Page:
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Master of Science (MS)
Easterbrook, Don J., 1935-
Pevear, David R.
Babcock, R. Scott (Randall Scott)
Major element chemical analysis of 97 rocks from the south side of Mount Baker was performed by energy dispersive x-ray fluorescence. Conclusions based on chemistry are:
1) Variation diagrams based on a large number of samples show that variation is not continuous nor, in general, smooth. Rocks from two major stratigraphic positions exhibit compositional coherency within each group and are interpreted as eruptive groups which were extruded over time intervals which were short compared to the lifetime of the volcanic center. The older of the two groups is called the Park Butte phase, and the younger is the Koma Kulshan phase (rocks of which form Mount Baker volcano).
2) Individual samples can be identified as belonging to one or the other of the two phases with good accuracy.
3) Koma Kulshan volcanic rocks are well clustered, are high in silica and alkalies, and are low in total iron, magnesium, and calcium compared to Park Butte volcanic rocks.
4) The Park Butte phase can be divided into three units in the study area based largely on silica and magnesium content. The Koma Kulshan phase consists of dozens if not hundreds of individual flows in the study area. Correlation of flow remnants based on comparison of major element chemistry does not appear possible at this point because variation is almost as great within single flows as it is among flows.
5) Black Buttes volcanic rocks cluster between the Koma Kulshan and Park Butte phases. The Black Buttes rocks analyzed closely resemble the high-silica Park Butte unit.
6) Samples from Table Mountain straddle the andesite-dacite line (Irvine and Baragar, 1971) and are unusually silicic considering their relatively old age.
7) The upper Sulphur Creek flow (less than about 10,300 years old) chemically resembles the Black Buttes phase which is much older. This is an argument against differentiation from a mafic magma.
8) Basalt is present in the Park Butte phase. 9) Baker volcanic rocks are transitional between a divergent and coherent suite (McBirney, 1968; Hopson, 1972).
Field observations show that the explosion index (percentage of fragmental material) is 5 to 10 for the Koma Kulshan and Park Butte phases on the south side of Mount Baker, and 70 or more for the Black Buttes phase. The difference in explosion index may be due in part to the rate of effusion: low for the Black Buttes eruptives, high for the Koma Kulshan and Park Butte eruptives.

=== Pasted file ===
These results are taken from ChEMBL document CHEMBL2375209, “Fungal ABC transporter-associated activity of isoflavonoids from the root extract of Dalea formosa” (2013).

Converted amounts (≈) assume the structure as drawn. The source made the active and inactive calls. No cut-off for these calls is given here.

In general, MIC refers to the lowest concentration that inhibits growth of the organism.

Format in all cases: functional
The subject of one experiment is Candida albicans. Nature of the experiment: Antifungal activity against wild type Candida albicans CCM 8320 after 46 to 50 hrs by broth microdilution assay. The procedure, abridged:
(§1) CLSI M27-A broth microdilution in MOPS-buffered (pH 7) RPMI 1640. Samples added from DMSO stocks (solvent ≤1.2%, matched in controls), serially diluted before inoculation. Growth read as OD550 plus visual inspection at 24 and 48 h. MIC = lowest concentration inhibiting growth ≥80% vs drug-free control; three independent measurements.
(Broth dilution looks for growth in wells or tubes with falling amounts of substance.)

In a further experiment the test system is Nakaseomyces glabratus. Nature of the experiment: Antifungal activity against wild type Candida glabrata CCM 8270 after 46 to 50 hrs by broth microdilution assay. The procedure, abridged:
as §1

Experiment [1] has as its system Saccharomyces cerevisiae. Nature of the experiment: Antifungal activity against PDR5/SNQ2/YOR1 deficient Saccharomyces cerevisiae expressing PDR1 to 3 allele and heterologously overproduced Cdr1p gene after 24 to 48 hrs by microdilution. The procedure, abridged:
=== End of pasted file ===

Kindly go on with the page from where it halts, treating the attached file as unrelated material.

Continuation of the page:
Koma Kulshan and Park Butte lava flows are simple, block lava type, averaging 5 km long or less. Koma Kulshan flows are 5 to more than 50 meters thick, while Park Butte flows are more than 50 meters thick. Inclined platy jointing can be used to indicate the terminus of flows in the Koma Kulshan phase because it dips back toward the source at the flow terminus.
Intratelluric plagioclase phenocrysts and synneusis structure indicate much turbulence of the magma prior to eruption. Patchy and oscillatory zoning in plagioclase indicate turbulence in the magma chamber and a decrease in confining pressure during the rise of a water deficient magma. Relative scarcity of hydrous minerals and tephra in the Koma Kulshan and Park Butte phases may indicate low water pressure. Lack of crystal settling in the Park Butte phase is shown by uniform vertical distribution of olivine throughout the flows.
Mount Baker, Volcanology, Geochemistry
Western Washington University
Baker, Mount (Wash.)
Copying of this thesis in whole or in part is allowable only for scholarly purposes. It is understood, however, that any copying or publication of this thesis for commercial purposes, or for financial gain, shall not be allowed without the author's written permission.
McKeever, Douglas, "Volcanology and Geochemistry of the South Flank of Mount Baker, Cascade Range, Washington" (1977). WWU Graduate School Collection. 745.